Bundles sound interesting to this magazine addict.
Arguably the most successful trans-platform brand Vogue Australia rose 16.8 per cent to 1,808. I spoke to Nick Smith, publisher style and lifestyle at NewsLifeMedia. Smith has seen steady growth with digital subscriptions of Vogue. He calmed my panic of the magazine-less newsagency with news of the growth in physical magazine sales in supermarkets saying: “We’re seeing a proliferation of channels, growth in supermarkets and we are starting to see more titles demographically ranged at checkout.”
In response to my question of whether iconic magazine brands can be sustained in the digital only realm, Smith cited a change in behaviour as crucial. Rather than behaving as a magazine brand, the titles needed to behave more like the advertisers they carried.
In the case of Vogue it “behaves like a luxury brand” and its growth has come from “reimagining the essence of what Vogue is across channels” with a different purpose designated for each platform.
Inside Out was another of Smith’s brands that was re-imagined for digital survival. With a new found purpose focussed on the booming renovation market, Inside Out has had growth over the last 18 months. An emphasis on ‘reader service’ including the creation of assets like The Inside Out panel of experts, real time reno’ problem solving and a UGC platform that is grooming a new breed of super users and influencers to help build the Inside Out brand and its relevance.
The Guardian Newspaper is looking at a similar approach signing readers up to “memberships” driving a sense of attachment and belonging to the brand via a ‘self-organised community’. National Geographic Society is a great example of a powerful brand transforming itself in the digital age – it has diversified into various forms of digital media including internet, movies, TV and cable programming, including striking a $100M deal with Fox, and has built a strong social following with over 20,646,799 Facebook Fans and 4,091,738 Instagram followers.
Vice magazine is another success story. Vice is now a $2.5bn media company. It produces an Emmy award winning TV series on HBO, has increased the content on its digital portal and has rolled out a 50+ digital video series – all just stepping stones leading to the creation of a Vice TV network in Canada… and still print their magazine. “People like the magazine, and as long as people want it, we’ll still print it.”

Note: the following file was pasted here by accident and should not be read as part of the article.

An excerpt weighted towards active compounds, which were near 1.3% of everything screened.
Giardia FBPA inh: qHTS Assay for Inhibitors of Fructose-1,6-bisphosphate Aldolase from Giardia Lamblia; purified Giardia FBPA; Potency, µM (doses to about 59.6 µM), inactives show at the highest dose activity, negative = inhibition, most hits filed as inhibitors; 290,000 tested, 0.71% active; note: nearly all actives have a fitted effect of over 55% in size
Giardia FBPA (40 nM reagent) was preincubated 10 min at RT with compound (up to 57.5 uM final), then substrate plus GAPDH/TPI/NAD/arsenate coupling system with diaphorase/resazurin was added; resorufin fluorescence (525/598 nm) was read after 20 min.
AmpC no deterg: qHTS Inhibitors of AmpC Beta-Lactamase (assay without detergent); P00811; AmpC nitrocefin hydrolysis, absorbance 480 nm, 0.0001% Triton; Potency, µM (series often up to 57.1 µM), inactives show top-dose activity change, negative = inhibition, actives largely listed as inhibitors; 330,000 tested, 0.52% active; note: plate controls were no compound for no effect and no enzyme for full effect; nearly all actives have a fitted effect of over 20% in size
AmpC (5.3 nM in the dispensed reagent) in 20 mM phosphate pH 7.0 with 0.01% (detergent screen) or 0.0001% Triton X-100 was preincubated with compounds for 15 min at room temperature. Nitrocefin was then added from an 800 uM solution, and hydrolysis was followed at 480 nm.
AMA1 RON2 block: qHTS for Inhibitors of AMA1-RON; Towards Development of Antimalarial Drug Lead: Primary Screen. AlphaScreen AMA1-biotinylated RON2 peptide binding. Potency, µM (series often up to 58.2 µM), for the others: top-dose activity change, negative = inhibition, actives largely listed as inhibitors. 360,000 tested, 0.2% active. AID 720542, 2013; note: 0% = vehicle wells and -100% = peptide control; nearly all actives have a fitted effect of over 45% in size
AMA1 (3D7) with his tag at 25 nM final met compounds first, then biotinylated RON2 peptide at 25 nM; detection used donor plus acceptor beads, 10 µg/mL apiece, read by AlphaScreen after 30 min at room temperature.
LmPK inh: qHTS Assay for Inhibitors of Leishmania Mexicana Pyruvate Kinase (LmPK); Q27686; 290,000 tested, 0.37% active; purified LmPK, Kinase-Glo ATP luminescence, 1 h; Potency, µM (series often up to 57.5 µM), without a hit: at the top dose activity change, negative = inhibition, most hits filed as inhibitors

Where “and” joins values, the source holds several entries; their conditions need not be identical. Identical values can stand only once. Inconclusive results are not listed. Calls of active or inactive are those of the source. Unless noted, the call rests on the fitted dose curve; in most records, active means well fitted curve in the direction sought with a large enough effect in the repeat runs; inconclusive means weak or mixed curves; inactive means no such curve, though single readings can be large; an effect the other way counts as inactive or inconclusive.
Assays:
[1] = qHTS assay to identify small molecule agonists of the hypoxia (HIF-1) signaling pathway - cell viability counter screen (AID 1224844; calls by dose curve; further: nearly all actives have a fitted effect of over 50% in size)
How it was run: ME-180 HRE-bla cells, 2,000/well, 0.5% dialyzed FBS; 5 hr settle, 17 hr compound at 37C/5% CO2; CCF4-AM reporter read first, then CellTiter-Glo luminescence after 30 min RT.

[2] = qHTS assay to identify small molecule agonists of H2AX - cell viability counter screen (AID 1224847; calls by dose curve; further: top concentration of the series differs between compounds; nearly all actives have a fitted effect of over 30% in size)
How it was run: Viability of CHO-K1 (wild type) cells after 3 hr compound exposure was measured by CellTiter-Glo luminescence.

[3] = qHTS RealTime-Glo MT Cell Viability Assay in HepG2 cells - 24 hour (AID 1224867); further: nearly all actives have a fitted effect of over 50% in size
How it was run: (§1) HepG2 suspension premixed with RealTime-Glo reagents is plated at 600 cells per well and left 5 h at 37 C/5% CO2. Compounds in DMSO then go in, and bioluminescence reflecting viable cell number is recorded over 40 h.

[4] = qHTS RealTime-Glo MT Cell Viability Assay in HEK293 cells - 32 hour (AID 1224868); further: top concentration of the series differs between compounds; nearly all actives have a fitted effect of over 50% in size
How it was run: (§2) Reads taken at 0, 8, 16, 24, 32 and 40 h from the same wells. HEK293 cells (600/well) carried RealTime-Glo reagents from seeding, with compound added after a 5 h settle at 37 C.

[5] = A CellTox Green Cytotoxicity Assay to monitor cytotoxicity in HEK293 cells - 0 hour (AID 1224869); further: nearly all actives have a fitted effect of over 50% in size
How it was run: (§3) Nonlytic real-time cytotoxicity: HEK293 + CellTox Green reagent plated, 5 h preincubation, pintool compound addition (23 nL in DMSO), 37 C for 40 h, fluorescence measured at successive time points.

But what future is there for the titles that haven’t become media empires in their own right? Is there perhaps a role for philanthropy in the future of magazines in Australia?
We see philanthropy supporting significant print brands in the UK and the US. The Guardian Newspaper is supported into perpetuity by the Scott Trust. In the US, Propublica is funded by private donations and the Washington Post is owned and run at a loss by (Amazon founder) Jeff Bezos in the US.
In Australia we have The Conversation – the credible news portal funded by Australian universities. I like to think that a James Packer or another very rich person might adopt a strugglingmagazine one day…
A Digital Magazine Hand Book for Survival
If we were to design a new hand book for digital magazine survival the Martin Wiegel original brand levers – utility, price, and presence – and their multipliers – time, investment, and creativity – still apply but Martin now adds some new ones to the list. Connectivity, interactivity, immediacy, sociability, transparency, collaboration, prediction, responsiveness, targeting, automation, disintermediation, customisation are just some of the tactics that will separate the winners from the losers.
Paradoxically social media is actually teaching people to not seek out content. In the digital world, whether they are represented in the physical or not, magazines will need to open their brands to their reader allowing interactivity and directly involve consumers in the creation, iteration and shaping their product.
The experience of the magazine should give its readers reasons to share it. Unlike the printed issue they should take advantage of the ability to tailor content for specific consumer segments. All of these tactics will be part of creating personal memories and meaning for the collective – creating immersive experiences that drive participation.
That is my great hope.
Even if the younger Gen Z’s and Gen Alpha think magazines are ‘iPads that don’t work’ there will always be a need for great content, created by skilled journalists, wrapped up in great brands that we want to be a part of and be inspired by. Let’s hope publishers of great titles hand over some degree of control of their brands to their readers and great magazine brands live on.
Christine McKinnon is head of insights at media agency Carat